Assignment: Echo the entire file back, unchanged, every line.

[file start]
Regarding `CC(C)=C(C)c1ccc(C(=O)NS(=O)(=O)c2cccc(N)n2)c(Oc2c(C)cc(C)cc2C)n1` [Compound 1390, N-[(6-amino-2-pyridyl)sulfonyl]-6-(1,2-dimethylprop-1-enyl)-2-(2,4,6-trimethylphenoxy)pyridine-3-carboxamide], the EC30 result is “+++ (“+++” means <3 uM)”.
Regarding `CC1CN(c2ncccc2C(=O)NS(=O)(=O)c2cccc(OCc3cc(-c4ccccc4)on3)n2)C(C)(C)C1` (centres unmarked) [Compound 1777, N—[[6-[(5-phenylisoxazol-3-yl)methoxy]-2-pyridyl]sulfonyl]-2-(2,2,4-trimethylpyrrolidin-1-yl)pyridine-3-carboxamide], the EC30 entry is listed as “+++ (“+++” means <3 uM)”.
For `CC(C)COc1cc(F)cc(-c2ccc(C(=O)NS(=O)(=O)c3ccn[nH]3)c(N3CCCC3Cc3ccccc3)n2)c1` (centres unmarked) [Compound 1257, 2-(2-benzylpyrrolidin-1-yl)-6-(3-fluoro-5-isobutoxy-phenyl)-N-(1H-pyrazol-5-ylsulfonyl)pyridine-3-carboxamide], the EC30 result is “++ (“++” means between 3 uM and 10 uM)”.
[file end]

Regarding `CC(C)=C(C)c1ccc(C(=O)NS(=O)(=O)c2cccc(N)n2)c(Oc2c(C)cc(C)cc2C)n1` [Compound 1390, N-[(6-amino-2-pyridyl)sulfonyl]-6-(1,2-dimethylprop-1-enyl)-2-(2,4,6-trimethylphenoxy)pyridine-3-carboxamide], the EC30 result is “+++ (“+++” means <3 uM)”.
Regarding `CC1CN(c2ncccc2C(=O)NS(=O)(=O)c2cccc(OCc3cc(-c4ccccc4)on3)n2)C(C)(C)C1` (centres unmarked) [Compound 1777, N—[[6-[(5-phenylisoxazol-3-yl)methoxy]-2-pyridyl]sulfonyl]-2-(2,2,4-trimethylpyrrolidin-1-yl)pyridine-3-carboxamide], the EC30 entry is listed as “+++ (“+++” means <3 uM)”.
For `CC(C)COc1cc(F)cc(-c2ccc(C(=O)NS(=O)(=O)c3ccn[nH]3)c(N3CCCC3Cc3ccccc3)n2)c1` (centres unmarked) [Compound 1257, 2-(2-benzylpyrrolidin-1-yl)-6-(3-fluoro-5-isobutoxy-phenyl)-N-(1H-pyrazol-5-ylsulfonyl)pyridine-3-carboxamide], the EC30 result is “++ (“++” means between 3 uM and 10 uM)”.